EdBoard: ‘Devious Lick’ Disrupts Learning Environment
October 22, 2021
Students here and all around the St. Louis area have recently been vandalizing and trashing school bathrooms, motivated by a trend that has been circulating TikTok.
The “devious lick” challenge is a trend in which teenagers attempt to steal or destroy someone else’s property. Items such as soap dispensers, toilet paper rolls and even urinals are among the bathroom amenities teens have taken an interest in at schools.
At least two bathrooms at MHS have been vandalized. The custodial staff taped over bathroom doors to prevent students from disturbing them while they were cleaned, which caught the attention of many students on their way into school.
In addition to the time spent cleaning the bathrooms, the damage comes at a cost and is illegal. ”
The damage has forced the custodial staff to clean up these large messes which diverts their attention away from their day-to-day priorities.
Because of COVID-19 administrators, teachers and other staff have had to work harder to keep students safe while also prioritizing their main job of providing an environment that makes students excited to learn and want to come to school. Hitting a “lick” on a bathroom stall makes the school day less enjoyable for everyone.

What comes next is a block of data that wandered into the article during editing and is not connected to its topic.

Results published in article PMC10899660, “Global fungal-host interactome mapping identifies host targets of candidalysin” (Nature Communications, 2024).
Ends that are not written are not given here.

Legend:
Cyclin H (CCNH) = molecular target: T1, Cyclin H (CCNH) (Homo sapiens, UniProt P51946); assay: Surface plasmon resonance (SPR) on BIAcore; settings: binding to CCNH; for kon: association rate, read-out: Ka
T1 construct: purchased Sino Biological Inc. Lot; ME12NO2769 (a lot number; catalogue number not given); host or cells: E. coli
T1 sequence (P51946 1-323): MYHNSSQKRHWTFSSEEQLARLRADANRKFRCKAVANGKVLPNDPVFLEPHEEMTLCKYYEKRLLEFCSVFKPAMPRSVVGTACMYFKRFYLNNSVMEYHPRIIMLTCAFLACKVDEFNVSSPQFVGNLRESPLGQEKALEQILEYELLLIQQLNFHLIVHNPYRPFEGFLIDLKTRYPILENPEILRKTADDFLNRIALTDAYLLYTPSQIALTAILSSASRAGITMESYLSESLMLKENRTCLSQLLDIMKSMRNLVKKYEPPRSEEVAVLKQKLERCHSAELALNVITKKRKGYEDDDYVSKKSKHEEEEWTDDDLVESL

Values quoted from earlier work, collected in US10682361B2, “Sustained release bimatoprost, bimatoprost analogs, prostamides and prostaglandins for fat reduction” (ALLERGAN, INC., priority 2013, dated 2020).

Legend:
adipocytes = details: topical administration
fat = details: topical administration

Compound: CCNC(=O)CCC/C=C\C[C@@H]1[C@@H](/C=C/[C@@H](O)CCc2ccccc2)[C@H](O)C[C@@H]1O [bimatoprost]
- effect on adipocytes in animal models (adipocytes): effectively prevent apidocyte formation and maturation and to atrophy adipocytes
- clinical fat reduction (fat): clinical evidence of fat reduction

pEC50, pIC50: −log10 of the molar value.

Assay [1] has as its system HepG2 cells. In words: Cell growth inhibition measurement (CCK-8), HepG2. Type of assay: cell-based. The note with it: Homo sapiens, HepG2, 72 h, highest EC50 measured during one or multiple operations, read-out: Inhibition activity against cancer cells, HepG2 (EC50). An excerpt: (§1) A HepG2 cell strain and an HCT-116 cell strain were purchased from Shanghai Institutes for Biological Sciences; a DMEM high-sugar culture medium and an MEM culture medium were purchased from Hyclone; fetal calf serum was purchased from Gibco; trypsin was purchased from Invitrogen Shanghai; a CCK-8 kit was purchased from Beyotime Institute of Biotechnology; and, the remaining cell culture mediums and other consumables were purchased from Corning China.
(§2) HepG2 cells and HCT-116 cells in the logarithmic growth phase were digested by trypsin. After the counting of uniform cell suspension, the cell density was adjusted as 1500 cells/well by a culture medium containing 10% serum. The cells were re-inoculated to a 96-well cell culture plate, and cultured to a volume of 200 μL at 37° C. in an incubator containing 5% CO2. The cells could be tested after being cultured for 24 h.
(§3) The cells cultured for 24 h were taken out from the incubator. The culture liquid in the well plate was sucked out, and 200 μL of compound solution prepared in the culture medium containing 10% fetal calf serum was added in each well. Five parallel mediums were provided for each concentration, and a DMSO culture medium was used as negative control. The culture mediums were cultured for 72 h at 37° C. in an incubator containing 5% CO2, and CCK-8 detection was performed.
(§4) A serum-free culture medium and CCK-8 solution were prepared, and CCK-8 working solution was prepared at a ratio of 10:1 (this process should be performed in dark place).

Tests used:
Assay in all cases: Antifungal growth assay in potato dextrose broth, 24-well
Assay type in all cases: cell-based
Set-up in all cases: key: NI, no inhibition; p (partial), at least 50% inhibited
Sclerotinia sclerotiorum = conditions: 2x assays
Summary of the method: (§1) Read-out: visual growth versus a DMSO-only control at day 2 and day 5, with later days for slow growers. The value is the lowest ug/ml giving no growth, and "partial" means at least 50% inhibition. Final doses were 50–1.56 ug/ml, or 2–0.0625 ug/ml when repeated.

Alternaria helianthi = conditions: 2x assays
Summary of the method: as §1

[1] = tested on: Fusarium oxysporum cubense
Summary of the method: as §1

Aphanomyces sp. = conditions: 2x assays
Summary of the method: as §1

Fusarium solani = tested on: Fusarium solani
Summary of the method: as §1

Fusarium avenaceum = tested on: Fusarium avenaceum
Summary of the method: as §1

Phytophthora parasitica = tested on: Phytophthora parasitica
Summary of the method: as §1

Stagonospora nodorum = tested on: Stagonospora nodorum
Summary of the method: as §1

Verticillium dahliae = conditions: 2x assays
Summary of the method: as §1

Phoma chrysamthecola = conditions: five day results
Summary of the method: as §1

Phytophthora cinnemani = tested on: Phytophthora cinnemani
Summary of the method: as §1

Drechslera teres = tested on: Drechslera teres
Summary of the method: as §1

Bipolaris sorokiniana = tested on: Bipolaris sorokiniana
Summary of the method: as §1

Restrictions on all students’ ability to use the bathroom have also been implemented in an attempt to prevent the “devious lick” issue, despite only a few individuals being involved. Bathroom breaks, specifically during Academic Lab, are now timed and limited to five minutes with the threat of removing bathroom privileges if the time limit is violated.
In addition to the time spent cleaning the bathrooms, the damage comes at a cost and is illegal.
Though we understand the desire to keep up with the constant push of new ideas via social media, the line must be drawn at the destruction of property and vandalism. It is counterproductive to the learning environment that school is meant to be. These new trends are no longer amusing; they are criminal offenses.
Before students hit record, they should consider whether their post is comedy or destruction and what possible consequences their post could have on others and their future selves.